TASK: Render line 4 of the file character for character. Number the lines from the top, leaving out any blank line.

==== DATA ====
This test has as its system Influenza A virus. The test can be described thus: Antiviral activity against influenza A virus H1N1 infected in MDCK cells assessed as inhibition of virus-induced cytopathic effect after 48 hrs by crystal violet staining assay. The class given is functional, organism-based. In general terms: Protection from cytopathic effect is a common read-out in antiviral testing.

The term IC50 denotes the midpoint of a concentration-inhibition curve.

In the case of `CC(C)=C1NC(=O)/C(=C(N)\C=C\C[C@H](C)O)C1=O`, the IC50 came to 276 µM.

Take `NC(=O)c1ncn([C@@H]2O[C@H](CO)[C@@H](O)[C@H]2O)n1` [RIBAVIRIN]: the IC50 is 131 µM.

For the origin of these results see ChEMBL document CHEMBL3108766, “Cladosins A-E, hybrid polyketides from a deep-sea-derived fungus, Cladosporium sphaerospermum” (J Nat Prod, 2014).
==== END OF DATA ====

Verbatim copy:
Take `NC(=O)c1ncn([C@@H]2O[C@H](CO)[C@@H](O)[C@H]2O)n1` [RIBAVIRIN]: the IC50 is 131 µM.